It’s Harry-Potter-Food-Monday! Though this time the baked treat I’m sharing is not exactly Harry Potter themed: I’m making the Fantastic Beasts Niffler Bread 😀
If you have seen or read Fantastic Beasts and Where To Find Them, you know that at the end (SPOILERS AHEAD) Jacob Kowalski opens a bakery full of whimsical looking bread. That scene is probably my favorite from the entire movie! I love how Jacob decided to add a magical twist on his creations. And he and his customers look so happy! It’s my new dream to recreate every treat from that bakery.
But for now, I’ll settle for just one. The most charming creature and also the easiest one to bake, haha.
“…the pastries and breads on the counter, all molded into fanciful little shapes – we recognize the Demiguise, Niffler, and Erumpent among them. Jacob, serving, is very happy, his shop full to bursting with customers.”
Ingredients: (to make 4 Nifflers)
- 1 1/4 cups water
- 1/2 tablespoon active yeast
- 2 tablespoons oil
- 1/2 cup honey
- 2 eggs
- 1/2 tablespoon salt
- 4 1/2 cups all-purpose flour
- 1/2 tablespoon sugar
Now, before you read my recipe, I must warn you that this Niffler baking experiment wasn’t exactly a success. They do end up looking really cute, but the texture was just okay. I’m still not sure if it was the recipe or if I messed it up. For now, I would recommend using your own bread recipe and come back to this post for the niffler instructions 🙂
I started by mixing the yeast with warm water and then added the oil, honey, salt and sugar. This was my first time making this kind of bread, so I just read a bunch of recipes on the internet and tried to adjust them to what I wanted. In hindsight that was a big mistake, considering my lack of baking experience 😛
But anyway, the only way to get good at something is practicing and sometimes (most of the time, really) failing. After mixing the previous ingredients, I added 1 and a half eggs – the remaining half is for later. And slowly, cup by cup, added the flour. I kneaded it until it looked smooth and pretty like in this picture. Then I let the dough rest for two hours.
Here’s my second mistake: I used expired yeast (Remember the Looney Tunes? When someone makes a dumb mistake and their head turns into a donkey? That was me when I read the expiration date two hours after using the product).
Also, it was really cold and raining that day, so I probably killed the expired yeast without giving it a chance to bulk. When I checked the dough two hours later, it was almost the same size as when I left it! I looked for advice and read that I could add more flour and leave the dough in a warm place for 1 hour. So I preheated the oven, added like half a cup of flour, kneaded again, TURNED OFF THE OVEN, and let the dough inside it for an extra hour. And ta-da! It kind of bulked! It didn’t double in size as it was supposed to do, but it was good enough to make my niffler.
For the body of the niffler I made a ball of dough and then flattened it with my palms. Then used a knife to make two cuts on the sides. With a smaller ball of dough I kinda molded a niffler head (it’s just a ball with a snout). And added a bit of flour here and there when the dough got sticky.
Then to the fun part! I used a bunch of aluminum foil to create a niffler baby chair. I’ve seen this trick in baking competitions so I figured I would try it myself (who knew that you could actually learn something from the Food Network et al.!) There was a lot of experimenting, but I liked the baby chair set up because it kept my niffler in place.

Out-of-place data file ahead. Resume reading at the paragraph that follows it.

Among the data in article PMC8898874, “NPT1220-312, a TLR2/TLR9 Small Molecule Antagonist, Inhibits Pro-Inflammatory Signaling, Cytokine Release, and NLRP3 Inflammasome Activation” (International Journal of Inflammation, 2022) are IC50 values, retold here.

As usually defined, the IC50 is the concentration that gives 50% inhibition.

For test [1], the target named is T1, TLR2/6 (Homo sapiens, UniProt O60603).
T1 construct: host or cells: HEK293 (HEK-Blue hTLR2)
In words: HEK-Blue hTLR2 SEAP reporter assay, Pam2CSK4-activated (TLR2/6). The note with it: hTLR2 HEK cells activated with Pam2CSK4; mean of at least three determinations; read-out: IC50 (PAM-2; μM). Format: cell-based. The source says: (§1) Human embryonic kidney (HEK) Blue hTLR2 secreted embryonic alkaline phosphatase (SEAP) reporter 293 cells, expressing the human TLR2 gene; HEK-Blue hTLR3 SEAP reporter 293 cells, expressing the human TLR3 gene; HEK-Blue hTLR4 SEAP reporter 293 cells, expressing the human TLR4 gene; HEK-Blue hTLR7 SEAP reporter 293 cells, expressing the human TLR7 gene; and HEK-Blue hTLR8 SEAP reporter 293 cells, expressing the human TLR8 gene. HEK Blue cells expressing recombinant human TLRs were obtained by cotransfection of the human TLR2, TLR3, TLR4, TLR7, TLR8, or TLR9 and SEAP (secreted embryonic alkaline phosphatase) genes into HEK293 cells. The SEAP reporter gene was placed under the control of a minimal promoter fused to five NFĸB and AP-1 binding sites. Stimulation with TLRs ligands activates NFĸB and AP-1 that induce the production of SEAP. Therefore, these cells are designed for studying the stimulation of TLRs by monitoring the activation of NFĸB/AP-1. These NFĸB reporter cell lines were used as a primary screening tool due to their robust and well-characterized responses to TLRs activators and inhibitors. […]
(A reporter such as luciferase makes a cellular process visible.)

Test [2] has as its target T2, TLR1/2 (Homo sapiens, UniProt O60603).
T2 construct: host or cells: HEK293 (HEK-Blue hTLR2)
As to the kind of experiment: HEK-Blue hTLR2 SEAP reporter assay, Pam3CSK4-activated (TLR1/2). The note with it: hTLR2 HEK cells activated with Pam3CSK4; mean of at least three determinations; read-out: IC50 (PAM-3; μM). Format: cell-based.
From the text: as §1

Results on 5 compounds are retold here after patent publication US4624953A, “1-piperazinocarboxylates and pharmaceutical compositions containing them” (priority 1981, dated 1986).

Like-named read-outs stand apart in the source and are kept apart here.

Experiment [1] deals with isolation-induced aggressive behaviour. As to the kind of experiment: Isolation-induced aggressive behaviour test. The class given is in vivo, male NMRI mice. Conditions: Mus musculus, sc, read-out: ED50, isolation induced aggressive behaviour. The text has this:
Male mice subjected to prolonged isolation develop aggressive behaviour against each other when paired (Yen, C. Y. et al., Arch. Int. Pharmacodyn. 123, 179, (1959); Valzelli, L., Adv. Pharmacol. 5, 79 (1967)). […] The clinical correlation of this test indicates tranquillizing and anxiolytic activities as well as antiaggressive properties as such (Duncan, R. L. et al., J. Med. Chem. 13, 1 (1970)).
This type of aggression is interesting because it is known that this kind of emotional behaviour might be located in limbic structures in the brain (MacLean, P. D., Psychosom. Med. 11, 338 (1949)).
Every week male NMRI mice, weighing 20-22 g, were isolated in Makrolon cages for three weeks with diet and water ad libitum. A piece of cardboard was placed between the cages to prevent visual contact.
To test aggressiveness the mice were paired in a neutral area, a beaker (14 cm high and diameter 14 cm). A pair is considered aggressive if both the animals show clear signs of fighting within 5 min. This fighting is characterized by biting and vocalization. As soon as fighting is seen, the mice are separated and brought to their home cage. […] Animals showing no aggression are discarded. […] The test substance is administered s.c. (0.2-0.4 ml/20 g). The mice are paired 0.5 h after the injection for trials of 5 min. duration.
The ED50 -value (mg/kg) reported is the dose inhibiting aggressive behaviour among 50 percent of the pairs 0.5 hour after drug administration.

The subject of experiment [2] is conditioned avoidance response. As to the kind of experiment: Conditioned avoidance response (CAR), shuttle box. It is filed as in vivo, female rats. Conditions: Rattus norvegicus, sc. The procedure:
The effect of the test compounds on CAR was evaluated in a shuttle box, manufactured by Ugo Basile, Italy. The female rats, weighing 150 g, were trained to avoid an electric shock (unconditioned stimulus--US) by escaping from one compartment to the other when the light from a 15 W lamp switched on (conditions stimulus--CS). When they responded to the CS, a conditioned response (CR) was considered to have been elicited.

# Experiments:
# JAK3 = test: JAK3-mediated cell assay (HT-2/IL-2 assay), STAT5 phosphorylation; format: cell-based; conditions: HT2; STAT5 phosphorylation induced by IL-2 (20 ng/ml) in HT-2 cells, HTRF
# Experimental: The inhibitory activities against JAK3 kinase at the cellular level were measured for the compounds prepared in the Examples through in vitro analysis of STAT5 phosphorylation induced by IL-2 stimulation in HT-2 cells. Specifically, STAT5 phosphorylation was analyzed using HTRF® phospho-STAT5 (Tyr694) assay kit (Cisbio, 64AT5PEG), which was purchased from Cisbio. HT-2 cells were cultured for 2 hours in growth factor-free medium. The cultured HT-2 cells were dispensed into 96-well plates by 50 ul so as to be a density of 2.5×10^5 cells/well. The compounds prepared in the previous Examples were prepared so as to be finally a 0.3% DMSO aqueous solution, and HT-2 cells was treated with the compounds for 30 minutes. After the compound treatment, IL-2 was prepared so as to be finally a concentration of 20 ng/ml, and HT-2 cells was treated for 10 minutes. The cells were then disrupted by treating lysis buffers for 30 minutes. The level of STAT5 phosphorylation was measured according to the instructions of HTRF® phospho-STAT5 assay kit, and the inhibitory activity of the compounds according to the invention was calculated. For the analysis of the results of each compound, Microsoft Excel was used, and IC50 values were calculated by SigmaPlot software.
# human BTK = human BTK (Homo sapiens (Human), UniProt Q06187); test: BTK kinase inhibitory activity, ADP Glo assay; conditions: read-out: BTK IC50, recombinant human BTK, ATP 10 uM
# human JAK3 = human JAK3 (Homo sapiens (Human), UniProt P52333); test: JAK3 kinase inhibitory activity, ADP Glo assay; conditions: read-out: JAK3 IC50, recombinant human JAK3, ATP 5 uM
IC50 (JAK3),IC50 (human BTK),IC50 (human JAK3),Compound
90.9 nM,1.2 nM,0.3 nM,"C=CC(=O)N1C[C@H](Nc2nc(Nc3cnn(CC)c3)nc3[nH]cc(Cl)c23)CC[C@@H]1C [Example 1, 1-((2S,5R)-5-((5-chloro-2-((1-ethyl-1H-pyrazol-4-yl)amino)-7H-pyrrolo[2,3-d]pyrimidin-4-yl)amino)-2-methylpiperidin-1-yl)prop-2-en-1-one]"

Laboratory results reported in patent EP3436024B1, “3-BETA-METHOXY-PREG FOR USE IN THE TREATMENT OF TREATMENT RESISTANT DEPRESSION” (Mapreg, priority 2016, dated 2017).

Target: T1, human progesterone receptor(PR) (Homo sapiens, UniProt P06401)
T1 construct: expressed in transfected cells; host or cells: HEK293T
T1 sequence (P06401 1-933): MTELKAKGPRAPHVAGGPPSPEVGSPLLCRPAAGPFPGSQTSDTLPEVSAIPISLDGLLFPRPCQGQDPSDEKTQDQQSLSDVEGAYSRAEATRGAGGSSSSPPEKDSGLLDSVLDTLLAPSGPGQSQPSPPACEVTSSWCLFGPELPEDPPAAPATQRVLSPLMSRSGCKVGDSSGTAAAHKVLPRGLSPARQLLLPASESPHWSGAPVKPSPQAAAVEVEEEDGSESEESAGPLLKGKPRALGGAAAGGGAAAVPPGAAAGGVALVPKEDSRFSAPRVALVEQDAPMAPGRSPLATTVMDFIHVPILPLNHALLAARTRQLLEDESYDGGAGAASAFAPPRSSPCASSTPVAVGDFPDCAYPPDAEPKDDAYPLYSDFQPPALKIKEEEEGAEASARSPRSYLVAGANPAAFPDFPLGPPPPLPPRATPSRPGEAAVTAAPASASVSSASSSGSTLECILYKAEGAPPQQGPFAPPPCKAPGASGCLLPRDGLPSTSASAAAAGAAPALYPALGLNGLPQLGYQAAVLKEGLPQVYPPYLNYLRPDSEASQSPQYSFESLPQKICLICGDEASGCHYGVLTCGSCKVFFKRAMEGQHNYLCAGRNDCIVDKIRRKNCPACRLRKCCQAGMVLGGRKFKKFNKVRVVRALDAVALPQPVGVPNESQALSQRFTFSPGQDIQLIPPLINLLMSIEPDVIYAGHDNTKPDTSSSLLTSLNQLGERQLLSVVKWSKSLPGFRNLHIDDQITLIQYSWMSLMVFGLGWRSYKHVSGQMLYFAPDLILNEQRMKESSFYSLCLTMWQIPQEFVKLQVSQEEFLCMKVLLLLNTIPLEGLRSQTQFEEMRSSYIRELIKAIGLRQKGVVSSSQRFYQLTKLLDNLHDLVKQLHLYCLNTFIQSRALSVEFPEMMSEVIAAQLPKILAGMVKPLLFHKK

At first I wasn’t sure about adding the front part of the “chair”, but I didn’t want to risk his arms touching the rest of the body, so I left it. Half-mistake number three: this part of the chair helped keeping the arms in place, but I should have removed it after about 15 minutes. By leaving it there, I didn’t allow the niffler’s belly to brown properly.
Before putting it in the oven, I added some raisin eyes and brushed it with the beaten half egg I had saved. Then into the oven for 45 minutes! (At 375 degrees F – 190 degrees C). I also read somewhere that if you noticed your bread was browning too much in some places, you could cover it with small pieces of aluminum foil to keep an even surface. So I kept checking the little niffler and covered his snout and legs when they got more brown than the rest of the body. Oh, and while checking his feet I got the idea of making little vertical cuts with a knife to simulate claws!
And here are the results! They ended up so cute! The smell was amazing and I was dying to eat them.
I made a second niffler but I think his aluminum chair was too reclined because he looks like he’s melting (he’s the one on the left side of the picture). I still love him. For this one I removed the aluminum foil parts during the last 15 minutes of baking, and I think that gave him a beautiful brown color.
After making two of these I had a bunch of dough left so I added some chocolate chips, made small cylinder shapes with the dough, and braided it. I baked these pieces just as the nifflers and they also looked and smelled amazing, though they weren’t as delicious as I imagined.
I’m not sure if the problem was the yeast, but the bread was kind of hard. It was still good, though! My boyfriend and I already ate it all, but we agree that the consistency made it feel like it was two-or-three-day-old bread. (But bread is bread and we will love it no matter what.)
I really liked how these turned out and I’m definitely baking nifflers again! Though next time I’ll check the expiration dates before mixing all the ingredients 😉
What do you guys think? I hope you enjoyed my baking adventure! (And please, learn from my mistakes! Haha). Let me know if you decide to make your own niffler bread, I would love to hear your results. Or you can tag me on Instagram!
Cross your fingers so my Harry Potter treat next Monday comes out better than this one!
Other Wizarding World recipes: